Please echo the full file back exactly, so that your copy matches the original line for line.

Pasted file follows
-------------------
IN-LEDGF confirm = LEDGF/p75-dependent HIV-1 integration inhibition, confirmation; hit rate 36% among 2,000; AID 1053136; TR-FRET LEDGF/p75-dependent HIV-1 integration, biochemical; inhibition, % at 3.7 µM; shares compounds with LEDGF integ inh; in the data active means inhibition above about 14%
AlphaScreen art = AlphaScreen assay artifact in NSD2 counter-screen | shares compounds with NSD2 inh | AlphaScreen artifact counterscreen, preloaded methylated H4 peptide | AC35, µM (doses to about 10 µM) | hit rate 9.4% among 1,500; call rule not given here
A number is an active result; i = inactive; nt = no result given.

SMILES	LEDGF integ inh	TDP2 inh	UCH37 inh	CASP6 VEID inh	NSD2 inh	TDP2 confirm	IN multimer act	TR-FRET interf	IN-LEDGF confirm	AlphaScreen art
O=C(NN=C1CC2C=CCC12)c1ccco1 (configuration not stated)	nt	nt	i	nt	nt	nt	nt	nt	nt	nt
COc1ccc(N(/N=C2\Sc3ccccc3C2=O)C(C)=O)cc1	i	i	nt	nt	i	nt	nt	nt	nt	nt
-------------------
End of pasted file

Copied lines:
IN-LEDGF confirm = LEDGF/p75-dependent HIV-1 integration inhibition, confirmation; hit rate 36% among 2,000; AID 1053136; TR-FRET LEDGF/p75-dependent HIV-1 integration, biochemical; inhibition, % at 3.7 µM; shares compounds with LEDGF integ inh; in the data active means inhibition above about 14%
AlphaScreen art = AlphaScreen assay artifact in NSD2 counter-screen | shares compounds with NSD2 inh | AlphaScreen artifact counterscreen, preloaded methylated H4 peptide | AC35, µM (doses to about 10 µM) | hit rate 9.4% among 1,500; call rule not given here
A number is an active result; i = inactive; nt = no result given.

SMILES	LEDGF integ inh	TDP2 inh	UCH37 inh	CASP6 VEID inh	NSD2 inh	TDP2 confirm	IN multimer act	TR-FRET interf	IN-LEDGF confirm	AlphaScreen art
O=C(NN=C1CC2C=CCC12)c1ccco1 (configuration not stated)	nt	nt	i	nt	nt	nt	nt	nt	nt	nt
COc1ccc(N(/N=C2\Sc3ccccc3C2=O)C(C)=O)cc1	i	i	nt	nt	i	nt	nt	nt	nt	nt